Vancouver, British Columbia
Vancouver, British Columbia iStock

B’nai Brith Canada said Tuesday it is supporting an effort to rename geographic sites in British Columbia that were named after historical figures who collaborated with the Nazi regime.

Henri Philippe Petain, the namesake of three geographical features on the border of British Columbia and Alberta, served as the President of Vichy France during the Nazi era. After the War, a French court convicted him of treason for his extensive collaboration with Nazis and betrayal of the French people.

B’nai Brith said in a statement it is also supporting the removal of the name of Charles Bedaux from geographical sites in British Columbia. Bedaux was a French businessman noted for leveraging his connections to Nazi and Vichy officials for commercial gain.

B’nai Brith maintains that Canada ought to remove all placenames honoring those who collaborated with the Nazi regime in any capacity.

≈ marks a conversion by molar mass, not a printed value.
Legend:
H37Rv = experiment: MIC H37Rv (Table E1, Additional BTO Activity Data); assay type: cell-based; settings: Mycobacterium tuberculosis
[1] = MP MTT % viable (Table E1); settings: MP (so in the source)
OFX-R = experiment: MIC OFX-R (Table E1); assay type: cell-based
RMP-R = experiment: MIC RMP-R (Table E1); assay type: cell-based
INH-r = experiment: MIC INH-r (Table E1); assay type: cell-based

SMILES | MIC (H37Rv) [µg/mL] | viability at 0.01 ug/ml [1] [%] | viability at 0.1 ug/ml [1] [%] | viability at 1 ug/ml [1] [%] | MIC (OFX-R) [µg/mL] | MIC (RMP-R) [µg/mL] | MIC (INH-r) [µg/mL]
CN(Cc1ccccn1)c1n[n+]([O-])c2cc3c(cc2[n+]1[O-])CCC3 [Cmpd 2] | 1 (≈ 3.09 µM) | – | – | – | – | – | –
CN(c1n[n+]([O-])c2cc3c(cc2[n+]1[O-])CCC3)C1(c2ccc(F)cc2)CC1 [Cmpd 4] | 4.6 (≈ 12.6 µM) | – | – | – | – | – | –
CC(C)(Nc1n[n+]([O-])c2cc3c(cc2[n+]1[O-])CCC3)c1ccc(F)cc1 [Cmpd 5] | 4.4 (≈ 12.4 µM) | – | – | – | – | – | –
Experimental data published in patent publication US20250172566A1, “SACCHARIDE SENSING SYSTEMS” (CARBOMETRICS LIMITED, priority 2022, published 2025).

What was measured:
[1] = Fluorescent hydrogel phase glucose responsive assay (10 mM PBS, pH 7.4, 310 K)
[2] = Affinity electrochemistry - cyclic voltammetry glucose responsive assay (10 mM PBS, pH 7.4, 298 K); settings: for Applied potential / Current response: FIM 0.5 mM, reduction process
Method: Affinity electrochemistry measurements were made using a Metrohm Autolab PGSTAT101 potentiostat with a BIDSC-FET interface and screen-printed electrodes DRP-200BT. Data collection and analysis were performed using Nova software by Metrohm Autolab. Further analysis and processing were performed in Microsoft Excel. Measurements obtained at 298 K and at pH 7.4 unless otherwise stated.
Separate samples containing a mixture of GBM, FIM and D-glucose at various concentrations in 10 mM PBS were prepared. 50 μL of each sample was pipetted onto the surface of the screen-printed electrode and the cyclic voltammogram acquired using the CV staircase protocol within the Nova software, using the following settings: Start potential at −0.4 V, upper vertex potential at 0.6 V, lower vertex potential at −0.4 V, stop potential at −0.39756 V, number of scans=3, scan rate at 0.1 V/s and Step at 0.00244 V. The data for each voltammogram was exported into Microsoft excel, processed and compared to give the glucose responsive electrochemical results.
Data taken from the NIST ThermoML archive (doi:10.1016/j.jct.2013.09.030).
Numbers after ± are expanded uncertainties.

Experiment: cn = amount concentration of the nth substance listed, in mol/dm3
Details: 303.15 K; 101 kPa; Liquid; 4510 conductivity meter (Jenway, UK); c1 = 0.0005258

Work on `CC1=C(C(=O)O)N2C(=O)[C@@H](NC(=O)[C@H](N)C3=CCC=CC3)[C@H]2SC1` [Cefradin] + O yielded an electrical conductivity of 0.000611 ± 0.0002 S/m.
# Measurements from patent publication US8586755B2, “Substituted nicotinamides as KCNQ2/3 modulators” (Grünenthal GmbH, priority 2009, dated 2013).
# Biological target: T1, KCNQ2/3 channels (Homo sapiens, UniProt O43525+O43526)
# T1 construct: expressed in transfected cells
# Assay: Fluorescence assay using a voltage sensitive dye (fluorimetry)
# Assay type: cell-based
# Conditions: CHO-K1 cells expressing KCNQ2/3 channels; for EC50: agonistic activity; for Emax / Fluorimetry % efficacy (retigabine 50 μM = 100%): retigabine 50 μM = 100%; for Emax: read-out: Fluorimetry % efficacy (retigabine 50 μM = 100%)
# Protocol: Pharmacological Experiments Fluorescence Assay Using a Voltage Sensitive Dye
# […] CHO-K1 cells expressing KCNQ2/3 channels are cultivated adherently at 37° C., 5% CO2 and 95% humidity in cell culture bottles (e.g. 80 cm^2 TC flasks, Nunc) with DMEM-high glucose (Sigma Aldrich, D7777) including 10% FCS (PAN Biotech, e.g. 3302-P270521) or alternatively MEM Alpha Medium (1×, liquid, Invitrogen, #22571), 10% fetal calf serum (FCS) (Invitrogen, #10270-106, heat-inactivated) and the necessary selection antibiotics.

“We have alerted officials at the Geographical Names Office of our support for citizen-led initiatives to rename certain placenames” said Marvin Rotrand, National Director of B’nai Brith Canada’s League for Human Rights. “These are odious figures who certainly do not reflect Canadian values and we should not be honoring them in any way.”

“Henri Philippe Petain and Charles Bedaux collaborated with the worst sorts of historical figures to achieve their nefarious goals,” added Michael Mostyn, Chief Executive Officer of B’nai Brith Canada. “Canada’s geographical sites should never be named after deplorable figures who collaborated with Nazis.”

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